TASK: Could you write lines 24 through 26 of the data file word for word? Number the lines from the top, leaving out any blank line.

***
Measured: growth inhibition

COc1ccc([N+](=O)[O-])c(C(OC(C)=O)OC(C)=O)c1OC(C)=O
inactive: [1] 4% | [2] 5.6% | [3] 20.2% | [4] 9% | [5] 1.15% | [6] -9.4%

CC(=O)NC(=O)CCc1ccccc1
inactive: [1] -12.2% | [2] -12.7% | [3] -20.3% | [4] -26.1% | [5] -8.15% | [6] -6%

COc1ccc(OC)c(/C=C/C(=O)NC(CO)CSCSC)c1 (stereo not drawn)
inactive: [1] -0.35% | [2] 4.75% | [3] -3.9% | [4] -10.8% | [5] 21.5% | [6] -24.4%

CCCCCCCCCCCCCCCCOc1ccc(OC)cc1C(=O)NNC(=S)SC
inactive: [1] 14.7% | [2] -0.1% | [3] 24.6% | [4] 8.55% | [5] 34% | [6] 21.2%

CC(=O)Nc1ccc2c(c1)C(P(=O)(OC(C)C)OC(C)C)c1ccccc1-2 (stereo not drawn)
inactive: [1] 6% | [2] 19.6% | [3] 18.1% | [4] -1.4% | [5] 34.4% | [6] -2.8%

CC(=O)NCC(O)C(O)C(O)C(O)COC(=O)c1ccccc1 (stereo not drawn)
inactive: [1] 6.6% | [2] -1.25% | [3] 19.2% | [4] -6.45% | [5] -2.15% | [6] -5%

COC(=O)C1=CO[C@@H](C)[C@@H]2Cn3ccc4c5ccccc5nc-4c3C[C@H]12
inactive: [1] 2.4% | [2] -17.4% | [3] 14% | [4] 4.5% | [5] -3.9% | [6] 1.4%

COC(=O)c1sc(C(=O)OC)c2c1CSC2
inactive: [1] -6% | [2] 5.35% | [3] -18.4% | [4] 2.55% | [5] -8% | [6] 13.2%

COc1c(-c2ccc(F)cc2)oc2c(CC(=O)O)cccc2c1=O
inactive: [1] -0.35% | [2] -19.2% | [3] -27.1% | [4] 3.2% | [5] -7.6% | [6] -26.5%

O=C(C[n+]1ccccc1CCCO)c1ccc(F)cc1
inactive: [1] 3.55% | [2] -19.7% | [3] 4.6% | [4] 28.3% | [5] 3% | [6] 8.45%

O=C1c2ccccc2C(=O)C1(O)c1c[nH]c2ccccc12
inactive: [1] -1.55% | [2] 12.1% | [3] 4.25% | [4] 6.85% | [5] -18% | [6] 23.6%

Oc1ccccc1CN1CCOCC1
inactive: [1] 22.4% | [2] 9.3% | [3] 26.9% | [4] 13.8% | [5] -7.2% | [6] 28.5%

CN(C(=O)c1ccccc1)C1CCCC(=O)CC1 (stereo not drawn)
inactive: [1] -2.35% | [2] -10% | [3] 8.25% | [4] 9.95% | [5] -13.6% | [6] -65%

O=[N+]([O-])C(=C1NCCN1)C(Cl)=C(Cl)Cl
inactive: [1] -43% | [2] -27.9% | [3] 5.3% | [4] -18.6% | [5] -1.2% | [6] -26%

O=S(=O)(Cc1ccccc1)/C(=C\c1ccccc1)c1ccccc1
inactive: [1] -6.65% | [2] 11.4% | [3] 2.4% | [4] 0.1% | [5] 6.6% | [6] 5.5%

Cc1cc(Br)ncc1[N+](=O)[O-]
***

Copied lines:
Oc1ccccc1CN1CCOCC1
inactive: [1] 22.4% | [2] 9.3% | [3] 26.9% | [4] 13.8% | [5] -7.2% | [6] 28.5%

CN(C(=O)c1ccccc1)C1CCCC(=O)CC1 (stereo not drawn)